No one, however, can fault her enthusiasm. When she got going, she was bounding around the stage like there was no tomorrow. She had slick choreographed dance moves that could have left the Pixie Lott’s and Justin Bieber’s of this world to shame, but again, this is calling on her years of past experience. Tracks such as ‘Pretty’ and ‘You Will Be loved’ showed off Scherzinger’s enormous vocals to a tee, but as I said at the start, the thing doing her no favours was her (lack of) backing band. I was beginning to think she was a bit different from the others and would not pander to the multiple costume changes… I jinxed myself. After a fraught version of ‘How To Love’, she disappears and we are left with the dancers wheeling on a wardrobe from either side of the stage and proceed to remove and replace items in front of us. Rather bizarre as it just didn’t seem to flow and looked goofy. After a few moments though, the wardrobes are wheeled off and Nicole returns in a sparkly shawl and what looks like a sparkly leotard, just as an elongated introduction to ‘Buttons’ is played.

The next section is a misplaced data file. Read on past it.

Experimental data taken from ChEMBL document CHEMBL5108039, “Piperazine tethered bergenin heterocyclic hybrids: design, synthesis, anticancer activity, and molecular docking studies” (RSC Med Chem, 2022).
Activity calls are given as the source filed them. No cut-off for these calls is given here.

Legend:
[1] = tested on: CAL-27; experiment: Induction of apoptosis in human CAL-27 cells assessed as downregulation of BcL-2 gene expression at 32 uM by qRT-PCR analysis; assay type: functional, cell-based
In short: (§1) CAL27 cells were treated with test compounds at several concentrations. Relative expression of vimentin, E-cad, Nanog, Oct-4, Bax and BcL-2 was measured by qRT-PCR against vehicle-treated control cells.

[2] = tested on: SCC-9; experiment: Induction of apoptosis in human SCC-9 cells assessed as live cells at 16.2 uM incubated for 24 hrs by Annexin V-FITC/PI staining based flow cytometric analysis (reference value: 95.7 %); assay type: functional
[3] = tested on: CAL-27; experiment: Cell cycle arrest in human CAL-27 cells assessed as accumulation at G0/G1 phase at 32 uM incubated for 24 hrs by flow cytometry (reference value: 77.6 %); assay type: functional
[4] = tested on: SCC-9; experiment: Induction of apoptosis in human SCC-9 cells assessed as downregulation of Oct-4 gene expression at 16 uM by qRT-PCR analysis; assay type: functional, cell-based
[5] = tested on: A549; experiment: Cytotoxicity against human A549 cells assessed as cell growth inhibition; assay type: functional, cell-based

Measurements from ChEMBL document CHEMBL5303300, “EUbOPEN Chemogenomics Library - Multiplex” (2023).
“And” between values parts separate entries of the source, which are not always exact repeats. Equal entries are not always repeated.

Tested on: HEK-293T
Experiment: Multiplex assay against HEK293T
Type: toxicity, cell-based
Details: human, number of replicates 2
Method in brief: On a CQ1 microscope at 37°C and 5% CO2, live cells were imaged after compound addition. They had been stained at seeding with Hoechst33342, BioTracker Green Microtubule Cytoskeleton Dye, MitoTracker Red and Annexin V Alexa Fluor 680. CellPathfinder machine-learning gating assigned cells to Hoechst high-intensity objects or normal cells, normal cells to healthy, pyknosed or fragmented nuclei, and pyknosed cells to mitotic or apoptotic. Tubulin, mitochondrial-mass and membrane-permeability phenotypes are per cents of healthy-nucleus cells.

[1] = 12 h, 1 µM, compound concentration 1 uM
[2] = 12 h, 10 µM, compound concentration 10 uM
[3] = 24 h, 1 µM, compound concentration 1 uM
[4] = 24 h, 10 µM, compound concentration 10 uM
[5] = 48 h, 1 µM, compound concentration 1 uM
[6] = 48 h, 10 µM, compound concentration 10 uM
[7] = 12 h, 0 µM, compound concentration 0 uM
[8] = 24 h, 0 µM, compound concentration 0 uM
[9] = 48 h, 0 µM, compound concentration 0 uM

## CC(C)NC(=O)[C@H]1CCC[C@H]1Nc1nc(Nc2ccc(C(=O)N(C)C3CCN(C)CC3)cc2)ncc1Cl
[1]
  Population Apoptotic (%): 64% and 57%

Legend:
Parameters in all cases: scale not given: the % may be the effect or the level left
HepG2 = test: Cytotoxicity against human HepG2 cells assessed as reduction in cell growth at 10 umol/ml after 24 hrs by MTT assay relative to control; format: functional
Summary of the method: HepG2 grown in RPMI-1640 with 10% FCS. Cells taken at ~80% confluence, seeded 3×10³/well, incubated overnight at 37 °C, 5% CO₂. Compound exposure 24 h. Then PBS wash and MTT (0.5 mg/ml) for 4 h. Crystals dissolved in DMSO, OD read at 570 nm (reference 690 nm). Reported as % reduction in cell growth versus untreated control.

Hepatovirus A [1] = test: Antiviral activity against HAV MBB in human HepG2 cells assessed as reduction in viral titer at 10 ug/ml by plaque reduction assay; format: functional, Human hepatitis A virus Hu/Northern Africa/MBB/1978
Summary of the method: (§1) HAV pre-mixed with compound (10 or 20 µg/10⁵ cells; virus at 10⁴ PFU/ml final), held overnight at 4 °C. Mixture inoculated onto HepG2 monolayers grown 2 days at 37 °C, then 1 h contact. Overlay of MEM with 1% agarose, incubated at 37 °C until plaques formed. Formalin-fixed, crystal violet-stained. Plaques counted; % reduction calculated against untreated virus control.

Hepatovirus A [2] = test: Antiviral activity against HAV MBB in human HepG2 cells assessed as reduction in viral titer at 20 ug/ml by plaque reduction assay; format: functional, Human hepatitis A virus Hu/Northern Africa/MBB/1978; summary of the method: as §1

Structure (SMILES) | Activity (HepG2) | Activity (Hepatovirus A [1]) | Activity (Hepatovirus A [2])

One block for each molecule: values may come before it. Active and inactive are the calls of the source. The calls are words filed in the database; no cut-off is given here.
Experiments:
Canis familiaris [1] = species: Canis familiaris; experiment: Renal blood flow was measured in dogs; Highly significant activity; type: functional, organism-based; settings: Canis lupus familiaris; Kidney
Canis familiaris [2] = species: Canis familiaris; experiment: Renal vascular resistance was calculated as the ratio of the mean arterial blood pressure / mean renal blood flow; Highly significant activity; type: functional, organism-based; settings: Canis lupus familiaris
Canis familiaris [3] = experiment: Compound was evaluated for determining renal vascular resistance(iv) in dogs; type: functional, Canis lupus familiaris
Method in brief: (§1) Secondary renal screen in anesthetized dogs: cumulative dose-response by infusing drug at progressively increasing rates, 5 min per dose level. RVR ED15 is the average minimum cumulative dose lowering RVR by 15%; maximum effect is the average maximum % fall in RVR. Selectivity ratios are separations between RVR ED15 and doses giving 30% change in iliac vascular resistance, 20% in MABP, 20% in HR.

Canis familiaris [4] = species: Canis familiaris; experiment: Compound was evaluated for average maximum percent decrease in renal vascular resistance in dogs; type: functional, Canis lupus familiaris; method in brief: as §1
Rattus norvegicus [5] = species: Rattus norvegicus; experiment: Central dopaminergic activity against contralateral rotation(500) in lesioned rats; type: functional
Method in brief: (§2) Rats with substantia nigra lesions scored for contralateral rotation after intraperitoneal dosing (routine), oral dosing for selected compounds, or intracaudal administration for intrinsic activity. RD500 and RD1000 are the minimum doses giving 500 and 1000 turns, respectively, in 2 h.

This moulds into the ‘oriental’ section as ‘Buttons’ kicks in with a more eastern sound than normal, this sends the audience into a bit of an overload as squeals and more ‘Kermit the frog’ like arm waving ensures a few minutes of enjoyment. As the song dies out it segues into ‘Jai ho’, yep THAT song from THAT film. For me, these last two are so far the most entertaining of the set, they are professional and polished where as the others sound ‘not-quite-there-yet’. But is seems that there has been a shift in the dynamics of the band, the instruments seem a bit louder now and are backing up Nicole’s vocals nicely. However, this dies off again when it comes back to the solo material. We get a quiet but pumped up hi-energy dance move infested version of ‘Wait A Minute’ leading into a cover of Gloria Gaynor’s ‘I Will Survive’ mashed with the PCD’s own ‘Hush Hush’. Next comes ‘I Hate This Part Right Here’ followed by ‘Stickwitu’ allowing the audience a few moments to relax and get their breath back. The final section of the main set is pumped up with singles ‘Wet’ and ‘When I Grow Up’. Nicole is in her stride and seems confident on her own, but you cannot help but feel that somewhere deep inside she misses her other ‘cats. The dancers and backing band on stage with her tonight seem so awkward and occasionally out of step as if there has been minimal practice, or the dance moves have changed last minute and no one told them. However, everything pulls together for the final set closer of ‘Don’t Cha’, the song that launched her career with the PCD’s. From the back of the room as the song finishes you can see the beaming grin on her face as she thanks us and heads off stage, the warmth and affection from the audience is clear to see and obvious that they have enjoyed it – which is the important factor in the equation.